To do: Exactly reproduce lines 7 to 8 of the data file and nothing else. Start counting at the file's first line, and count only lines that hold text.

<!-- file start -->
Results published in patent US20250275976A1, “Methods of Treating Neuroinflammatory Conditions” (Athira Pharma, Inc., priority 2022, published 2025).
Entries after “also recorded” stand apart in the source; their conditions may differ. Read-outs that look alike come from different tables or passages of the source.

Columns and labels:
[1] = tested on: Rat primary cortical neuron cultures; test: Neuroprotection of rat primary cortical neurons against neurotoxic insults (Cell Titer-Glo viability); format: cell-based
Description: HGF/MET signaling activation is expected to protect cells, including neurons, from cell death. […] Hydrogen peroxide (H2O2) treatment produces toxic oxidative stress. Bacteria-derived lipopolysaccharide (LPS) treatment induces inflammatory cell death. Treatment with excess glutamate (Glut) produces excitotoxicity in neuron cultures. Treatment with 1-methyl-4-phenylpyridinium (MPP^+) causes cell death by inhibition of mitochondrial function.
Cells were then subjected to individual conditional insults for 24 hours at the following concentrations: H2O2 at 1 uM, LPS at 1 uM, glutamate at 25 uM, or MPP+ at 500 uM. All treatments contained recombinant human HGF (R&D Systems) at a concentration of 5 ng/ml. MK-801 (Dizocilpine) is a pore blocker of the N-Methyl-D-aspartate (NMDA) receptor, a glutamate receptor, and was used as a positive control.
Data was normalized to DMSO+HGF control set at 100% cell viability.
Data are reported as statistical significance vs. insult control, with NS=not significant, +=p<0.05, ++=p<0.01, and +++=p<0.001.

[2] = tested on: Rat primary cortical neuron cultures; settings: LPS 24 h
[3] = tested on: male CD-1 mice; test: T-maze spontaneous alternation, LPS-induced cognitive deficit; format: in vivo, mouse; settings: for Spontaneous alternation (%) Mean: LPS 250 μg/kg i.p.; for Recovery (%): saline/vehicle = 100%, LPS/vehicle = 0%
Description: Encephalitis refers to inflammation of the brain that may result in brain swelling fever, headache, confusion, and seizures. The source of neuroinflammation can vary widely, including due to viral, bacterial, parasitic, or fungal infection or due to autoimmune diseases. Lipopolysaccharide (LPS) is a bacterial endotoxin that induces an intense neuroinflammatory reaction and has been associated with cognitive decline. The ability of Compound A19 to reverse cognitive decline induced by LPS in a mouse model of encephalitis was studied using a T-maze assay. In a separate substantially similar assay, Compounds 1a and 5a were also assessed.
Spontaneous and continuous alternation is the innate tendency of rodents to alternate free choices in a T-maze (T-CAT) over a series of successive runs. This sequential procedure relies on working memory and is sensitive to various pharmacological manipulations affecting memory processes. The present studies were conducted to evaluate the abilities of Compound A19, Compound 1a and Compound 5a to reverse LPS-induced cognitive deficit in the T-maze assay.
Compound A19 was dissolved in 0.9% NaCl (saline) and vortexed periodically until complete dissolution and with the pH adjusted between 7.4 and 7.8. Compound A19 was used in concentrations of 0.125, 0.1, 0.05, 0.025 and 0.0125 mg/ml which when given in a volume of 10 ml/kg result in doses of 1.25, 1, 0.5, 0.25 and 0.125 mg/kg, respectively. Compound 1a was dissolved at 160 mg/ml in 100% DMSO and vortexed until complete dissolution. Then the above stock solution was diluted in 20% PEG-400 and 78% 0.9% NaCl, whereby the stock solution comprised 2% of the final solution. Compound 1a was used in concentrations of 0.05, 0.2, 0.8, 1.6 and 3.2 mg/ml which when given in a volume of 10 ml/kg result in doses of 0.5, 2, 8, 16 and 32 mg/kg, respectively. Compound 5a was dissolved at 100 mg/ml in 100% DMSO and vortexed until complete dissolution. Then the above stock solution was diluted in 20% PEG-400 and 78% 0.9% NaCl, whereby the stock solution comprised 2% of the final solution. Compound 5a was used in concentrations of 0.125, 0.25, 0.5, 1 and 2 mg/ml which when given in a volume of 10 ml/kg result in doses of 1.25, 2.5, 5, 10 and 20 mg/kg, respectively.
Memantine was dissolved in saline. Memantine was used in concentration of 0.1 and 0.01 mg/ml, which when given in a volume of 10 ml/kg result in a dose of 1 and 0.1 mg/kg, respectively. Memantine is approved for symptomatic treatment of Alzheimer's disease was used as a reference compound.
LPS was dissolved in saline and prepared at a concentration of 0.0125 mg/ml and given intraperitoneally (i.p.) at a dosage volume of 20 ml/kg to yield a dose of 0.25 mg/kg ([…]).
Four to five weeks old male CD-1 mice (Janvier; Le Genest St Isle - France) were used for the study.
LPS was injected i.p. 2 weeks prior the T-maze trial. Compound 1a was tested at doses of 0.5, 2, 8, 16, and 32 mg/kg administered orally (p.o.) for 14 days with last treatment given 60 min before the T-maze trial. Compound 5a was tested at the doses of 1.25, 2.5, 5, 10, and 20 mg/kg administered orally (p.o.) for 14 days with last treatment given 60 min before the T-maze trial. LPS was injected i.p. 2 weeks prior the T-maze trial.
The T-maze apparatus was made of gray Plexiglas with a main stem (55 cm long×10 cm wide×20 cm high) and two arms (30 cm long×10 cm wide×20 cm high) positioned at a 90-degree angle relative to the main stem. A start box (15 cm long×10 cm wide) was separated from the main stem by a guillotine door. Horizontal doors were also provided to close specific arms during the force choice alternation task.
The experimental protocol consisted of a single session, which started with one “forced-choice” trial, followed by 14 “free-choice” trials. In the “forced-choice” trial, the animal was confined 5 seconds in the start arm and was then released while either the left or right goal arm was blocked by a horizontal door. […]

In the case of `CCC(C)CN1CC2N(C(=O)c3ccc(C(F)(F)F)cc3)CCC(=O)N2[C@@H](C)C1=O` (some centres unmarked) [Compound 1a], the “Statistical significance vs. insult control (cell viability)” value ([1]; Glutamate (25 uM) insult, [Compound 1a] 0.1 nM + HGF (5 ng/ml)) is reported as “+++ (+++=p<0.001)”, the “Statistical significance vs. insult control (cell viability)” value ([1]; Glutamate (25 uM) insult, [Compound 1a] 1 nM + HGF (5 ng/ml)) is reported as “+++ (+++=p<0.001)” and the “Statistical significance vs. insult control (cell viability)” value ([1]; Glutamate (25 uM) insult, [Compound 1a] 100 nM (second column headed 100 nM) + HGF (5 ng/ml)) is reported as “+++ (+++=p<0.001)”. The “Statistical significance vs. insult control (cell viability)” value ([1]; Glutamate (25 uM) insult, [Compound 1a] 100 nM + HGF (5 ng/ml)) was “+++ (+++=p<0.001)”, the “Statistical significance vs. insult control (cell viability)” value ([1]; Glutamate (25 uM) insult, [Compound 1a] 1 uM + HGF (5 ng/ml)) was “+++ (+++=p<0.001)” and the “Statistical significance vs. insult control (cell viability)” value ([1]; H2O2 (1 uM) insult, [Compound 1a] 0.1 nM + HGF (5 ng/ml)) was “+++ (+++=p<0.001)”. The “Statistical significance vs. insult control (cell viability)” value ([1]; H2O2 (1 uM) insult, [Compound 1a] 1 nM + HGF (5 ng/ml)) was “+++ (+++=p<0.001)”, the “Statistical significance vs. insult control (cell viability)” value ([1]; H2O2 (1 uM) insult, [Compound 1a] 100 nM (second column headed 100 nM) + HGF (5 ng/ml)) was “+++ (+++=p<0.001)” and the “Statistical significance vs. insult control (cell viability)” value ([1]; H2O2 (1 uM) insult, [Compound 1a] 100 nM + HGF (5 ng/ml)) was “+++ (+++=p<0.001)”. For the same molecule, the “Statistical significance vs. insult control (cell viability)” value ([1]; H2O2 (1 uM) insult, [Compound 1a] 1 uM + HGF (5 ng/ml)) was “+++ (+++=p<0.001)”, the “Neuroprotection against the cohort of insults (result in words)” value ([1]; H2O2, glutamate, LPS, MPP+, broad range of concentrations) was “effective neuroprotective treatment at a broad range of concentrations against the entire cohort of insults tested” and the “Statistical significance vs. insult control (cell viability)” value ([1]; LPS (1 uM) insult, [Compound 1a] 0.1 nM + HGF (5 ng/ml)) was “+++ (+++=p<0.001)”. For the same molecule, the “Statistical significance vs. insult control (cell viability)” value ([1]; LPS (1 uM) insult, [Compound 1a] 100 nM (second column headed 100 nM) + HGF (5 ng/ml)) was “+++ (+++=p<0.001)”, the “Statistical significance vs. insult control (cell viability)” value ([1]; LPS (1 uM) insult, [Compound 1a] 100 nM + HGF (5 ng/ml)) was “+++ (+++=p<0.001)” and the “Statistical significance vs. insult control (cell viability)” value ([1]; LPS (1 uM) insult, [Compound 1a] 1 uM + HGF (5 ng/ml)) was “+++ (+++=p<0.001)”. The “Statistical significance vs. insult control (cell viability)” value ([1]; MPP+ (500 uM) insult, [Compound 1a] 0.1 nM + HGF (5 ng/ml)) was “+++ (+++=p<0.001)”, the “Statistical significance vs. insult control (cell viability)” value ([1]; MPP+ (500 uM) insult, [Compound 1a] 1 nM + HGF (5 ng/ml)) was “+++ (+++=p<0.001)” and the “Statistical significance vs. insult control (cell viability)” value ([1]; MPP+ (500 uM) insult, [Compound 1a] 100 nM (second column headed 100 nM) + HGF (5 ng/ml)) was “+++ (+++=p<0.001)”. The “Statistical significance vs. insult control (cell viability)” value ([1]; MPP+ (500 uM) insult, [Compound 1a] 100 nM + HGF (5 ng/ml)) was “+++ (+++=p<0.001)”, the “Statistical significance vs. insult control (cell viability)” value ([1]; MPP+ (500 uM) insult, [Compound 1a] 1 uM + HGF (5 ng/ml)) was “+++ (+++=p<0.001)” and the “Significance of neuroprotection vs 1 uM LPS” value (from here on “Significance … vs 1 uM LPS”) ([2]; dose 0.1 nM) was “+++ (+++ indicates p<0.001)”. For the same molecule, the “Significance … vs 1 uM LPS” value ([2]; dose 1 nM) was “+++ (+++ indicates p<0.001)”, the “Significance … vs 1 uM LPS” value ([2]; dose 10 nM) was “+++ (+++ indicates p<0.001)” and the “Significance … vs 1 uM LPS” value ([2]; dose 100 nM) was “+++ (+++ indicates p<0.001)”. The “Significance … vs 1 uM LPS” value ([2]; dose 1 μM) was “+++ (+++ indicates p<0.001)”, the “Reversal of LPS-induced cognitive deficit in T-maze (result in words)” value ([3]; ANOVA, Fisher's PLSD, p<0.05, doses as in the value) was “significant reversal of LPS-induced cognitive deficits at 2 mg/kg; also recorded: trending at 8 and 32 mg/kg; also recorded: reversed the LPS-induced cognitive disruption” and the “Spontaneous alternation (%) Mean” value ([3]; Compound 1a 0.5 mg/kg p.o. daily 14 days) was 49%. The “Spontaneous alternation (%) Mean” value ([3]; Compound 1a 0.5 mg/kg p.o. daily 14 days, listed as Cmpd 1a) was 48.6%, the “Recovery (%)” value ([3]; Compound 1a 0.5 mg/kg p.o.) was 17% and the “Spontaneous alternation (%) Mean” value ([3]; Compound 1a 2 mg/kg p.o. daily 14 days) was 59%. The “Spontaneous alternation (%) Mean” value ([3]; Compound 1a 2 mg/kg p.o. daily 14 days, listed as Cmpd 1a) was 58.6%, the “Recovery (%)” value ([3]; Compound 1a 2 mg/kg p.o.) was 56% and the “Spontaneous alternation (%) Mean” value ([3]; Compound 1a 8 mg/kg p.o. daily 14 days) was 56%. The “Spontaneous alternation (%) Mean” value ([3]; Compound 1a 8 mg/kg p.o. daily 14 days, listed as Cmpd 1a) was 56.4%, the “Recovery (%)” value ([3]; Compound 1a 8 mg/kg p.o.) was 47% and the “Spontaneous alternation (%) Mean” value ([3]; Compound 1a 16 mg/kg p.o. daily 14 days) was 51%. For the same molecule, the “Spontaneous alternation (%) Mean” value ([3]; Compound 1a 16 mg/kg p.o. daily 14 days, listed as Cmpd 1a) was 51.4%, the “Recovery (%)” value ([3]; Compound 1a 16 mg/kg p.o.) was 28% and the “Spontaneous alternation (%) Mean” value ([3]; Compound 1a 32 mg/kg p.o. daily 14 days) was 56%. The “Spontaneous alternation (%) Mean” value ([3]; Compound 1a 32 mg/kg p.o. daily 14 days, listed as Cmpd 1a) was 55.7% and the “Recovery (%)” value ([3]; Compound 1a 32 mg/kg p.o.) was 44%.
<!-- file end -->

Data was normalized to DMSO+HGF control set at 100% cell viability.
Data are reported as statistical significance vs. insult control, with NS=not significant, +=p<0.05, ++=p<0.01, and +++=p<0.001.